Why Healthcare Providers Must Receive a Flu Vaccine

Carolyn B. Bridges, MD


November 16, 2015

Editorial Collaboration

Medscape &

The Centers for Disease Control and Prevention (CDC) recommends that everyone aged 6 months and older become vaccinated against influenza each year. This recommendation is especially critical for healthcare personnel. However, the latest data show that there is room for improvement for vaccination of healthcare personnel, especially among assistants and aides working in long-term care (LTC) facilities.

According to the latest coverage estimates, influenza vaccination coverage among healthcare personnel has increased to 77% in the 2014-2015 season, which is an increase of 14% since the 2010-2011 influenza season.[1,2] Influenza vaccine coverage was lowest in LTC settings during the 2014-2015 season at 64%. Among healthcare personnel working in all settings, influenza vaccination coverage was lowest for nonclinical personnel, such as food service workers, housekeeping staff, maintenance staff, janitors, and laundry workers (75%) and assistants and aides (64%). Lower rates of vaccination mean that healthcare personnel are at risk for infection, and those personnel can spread flu to their families, other staff, and their patients.

Low vaccination among LTC staff is troubling because people aged 65 years and older are at greater risk for serious complications from the flu. Flu vaccine effectiveness is generally lowest in the elderly, making vaccination of close contacts, including healthcare personnel, even more critical.

Studies have shown that during an outbreak of influenza in a LTC facility, as many as 1 in 3 residents and 1 in 4 staff members can become sick.[2] Studies have also shown that influenza vaccination of healthcare personnel in LTC settings can reduce the risk for illness and death among LTC facility residents and reduce the risk for outbreaks.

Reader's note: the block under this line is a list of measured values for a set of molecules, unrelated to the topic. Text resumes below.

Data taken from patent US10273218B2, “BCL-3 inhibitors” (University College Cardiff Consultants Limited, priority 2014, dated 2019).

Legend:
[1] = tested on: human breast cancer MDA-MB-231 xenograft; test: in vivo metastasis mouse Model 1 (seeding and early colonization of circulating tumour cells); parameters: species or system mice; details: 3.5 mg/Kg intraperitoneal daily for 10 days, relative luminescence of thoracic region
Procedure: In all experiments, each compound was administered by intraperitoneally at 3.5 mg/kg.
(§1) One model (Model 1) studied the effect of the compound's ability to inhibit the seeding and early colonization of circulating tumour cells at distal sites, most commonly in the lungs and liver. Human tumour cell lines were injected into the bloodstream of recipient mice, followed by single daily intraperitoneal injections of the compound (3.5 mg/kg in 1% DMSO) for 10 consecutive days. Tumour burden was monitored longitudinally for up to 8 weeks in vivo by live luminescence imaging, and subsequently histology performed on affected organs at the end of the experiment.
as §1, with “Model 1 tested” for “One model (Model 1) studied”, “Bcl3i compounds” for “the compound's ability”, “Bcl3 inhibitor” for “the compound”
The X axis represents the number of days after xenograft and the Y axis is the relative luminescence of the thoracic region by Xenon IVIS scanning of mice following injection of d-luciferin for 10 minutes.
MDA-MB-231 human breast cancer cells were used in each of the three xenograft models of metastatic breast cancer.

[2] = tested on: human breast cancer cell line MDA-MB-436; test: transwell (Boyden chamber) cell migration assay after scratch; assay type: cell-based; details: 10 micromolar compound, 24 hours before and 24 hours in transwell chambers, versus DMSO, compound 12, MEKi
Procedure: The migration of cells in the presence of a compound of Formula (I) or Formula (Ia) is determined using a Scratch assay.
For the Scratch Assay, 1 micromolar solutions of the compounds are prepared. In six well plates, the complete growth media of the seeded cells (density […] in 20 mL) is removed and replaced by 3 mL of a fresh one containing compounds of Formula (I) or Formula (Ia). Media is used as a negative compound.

Resources for increasing influenza vaccination rates among LTC staff can be found online. Several flu vaccine options are available for the 2015-2016 season, including the trivalent vaccines, which protect against two influenza A viruses (an H1N1 and an H3N2) and an influenza B virus, as well as a quadrivalent vaccine that also protects against an additional B virus. Note that injectable vaccine rather than live virus nasal spray vaccine is preferred for healthcare workers who are in close contact with severely immunocompromised patients who are being cared for in a protective environment.

It is important for the clinical leaders of practices and LTC facilities to encourage all personnel to be vaccinated. All staff, regardless of job duty, should be vaccinated against influenza to protect the health of LTC residents, other healthcare personnel, and their own families. Clinical leaders can also take this opportunity to encourage their staff to get up to date on other adult vaccines as well because they are at risk for exposure to other serious, and sometimes deadly, diseases. Getting the appropriate vaccines will reduce the chance that staff will get or spread vaccine-preventable diseases, protecting themselves, patients, and family members.

Web Resources

Recommended Vaccines For Healthcare Workers

Influenza Vaccine Options

Dr Carolyn Buxton Bridges is the associate director of adult immunizations in the Immunization Services Division, National Center for Immunization and Respiratory Diseases at the Centers for Disease Control and Prevention (CDC). An internal medicine physician, Dr Bridges was in clinical practice before joining the CDC as an epidemic intelligence service officer in 1996 working primarily on influenza. She has held a number of different positions at the CDC working on influenza and other vaccine-preventable diseases and transitioned to her current position in 2011 as the associate director of adult immunizations.

Her career in public health has included research and policy on influenza prevention and control, vaccine effectiveness and transmission, vaccination coverage, and improving coverage for recommended adult vaccines. She has over 100 publications, including authoring or coauthoring the ACIP influenza vaccine recommendations for 7 years and the ACIP adult immunization